The puppet theatre, which comes in red or black painted wood, launched at this year's IMM Cologne furniture fair.
A pair of pitched "medieval-like" rooftops top the structure, which includes various cut-out sections and shuttered windows to accommodate the theatrical action. The structure can be folded into itself when not in use, for storage.
"It is a return to my childhood," said the firm's founder Paul Robbrecht. "As a kid I grew up in a small town in Flanders called Lovendegem. Every week a local family set up a puppet show in the tiny backroom of a cafe. It felt like a miniature theatre. I was utterly mesmerised."
Robbrecht used the same measurement system applied to every other project his firm tackles – based on the numbers three, five and seven, and the proportions used by architect Louis Kahn.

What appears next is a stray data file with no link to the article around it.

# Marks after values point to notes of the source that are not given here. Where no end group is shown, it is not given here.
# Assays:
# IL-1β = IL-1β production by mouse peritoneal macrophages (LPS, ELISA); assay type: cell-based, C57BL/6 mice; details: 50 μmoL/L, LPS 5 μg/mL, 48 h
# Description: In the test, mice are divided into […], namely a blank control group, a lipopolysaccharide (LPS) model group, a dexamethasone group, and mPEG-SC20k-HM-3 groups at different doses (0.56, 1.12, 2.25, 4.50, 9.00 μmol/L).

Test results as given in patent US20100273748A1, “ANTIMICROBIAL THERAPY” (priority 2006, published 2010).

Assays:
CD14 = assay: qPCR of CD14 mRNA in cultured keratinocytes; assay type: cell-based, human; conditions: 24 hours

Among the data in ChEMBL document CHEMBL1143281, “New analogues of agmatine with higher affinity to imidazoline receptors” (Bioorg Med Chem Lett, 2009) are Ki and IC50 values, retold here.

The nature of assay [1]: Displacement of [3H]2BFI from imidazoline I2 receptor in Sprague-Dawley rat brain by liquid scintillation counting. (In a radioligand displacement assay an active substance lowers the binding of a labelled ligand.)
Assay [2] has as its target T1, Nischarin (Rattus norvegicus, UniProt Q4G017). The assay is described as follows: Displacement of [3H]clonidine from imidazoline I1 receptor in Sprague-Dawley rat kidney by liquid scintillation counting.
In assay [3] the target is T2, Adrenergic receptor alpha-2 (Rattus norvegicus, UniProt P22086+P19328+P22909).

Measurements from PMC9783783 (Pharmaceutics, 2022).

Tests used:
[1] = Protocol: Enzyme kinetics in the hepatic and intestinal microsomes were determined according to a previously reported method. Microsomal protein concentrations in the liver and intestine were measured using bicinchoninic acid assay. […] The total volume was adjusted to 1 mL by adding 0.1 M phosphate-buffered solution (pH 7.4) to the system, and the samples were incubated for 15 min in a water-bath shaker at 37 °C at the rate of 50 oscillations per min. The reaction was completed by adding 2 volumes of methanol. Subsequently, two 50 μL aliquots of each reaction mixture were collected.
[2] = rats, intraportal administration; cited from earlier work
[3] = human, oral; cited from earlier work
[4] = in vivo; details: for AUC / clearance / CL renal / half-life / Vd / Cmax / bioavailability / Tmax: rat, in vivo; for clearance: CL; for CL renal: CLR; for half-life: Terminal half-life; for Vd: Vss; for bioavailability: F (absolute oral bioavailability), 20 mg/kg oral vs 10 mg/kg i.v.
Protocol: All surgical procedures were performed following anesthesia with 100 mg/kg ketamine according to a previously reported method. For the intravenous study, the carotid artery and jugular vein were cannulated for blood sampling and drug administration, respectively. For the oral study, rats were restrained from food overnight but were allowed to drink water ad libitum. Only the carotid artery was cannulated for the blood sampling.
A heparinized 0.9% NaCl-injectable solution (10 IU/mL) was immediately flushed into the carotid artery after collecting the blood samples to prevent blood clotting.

The theatre is intended as an alternative to the "foul cacophony of shapes and colours" that feature in many toy shops, with its more sober appearance designed to encourage children to use their imagination.
"This theatre is similar to a box of wooden blocks," said Robbrecht, who became a temporary puppetmaster to test the structure on his own grandchildren, who reacted "quite positively".
Valerie Objects has collaborated with several designers, including releasing a collection of quirky cutlery made by Maarten Baas and Koichi Futatsumata.
Other labels that have launched products aimed at children include Magis, which worked with Big-Game to release a chair that could be adjusted as kids grow, and Kartell, which unveiled a range of plastic furniture designed by the likes of Philippe Starck and Nendo.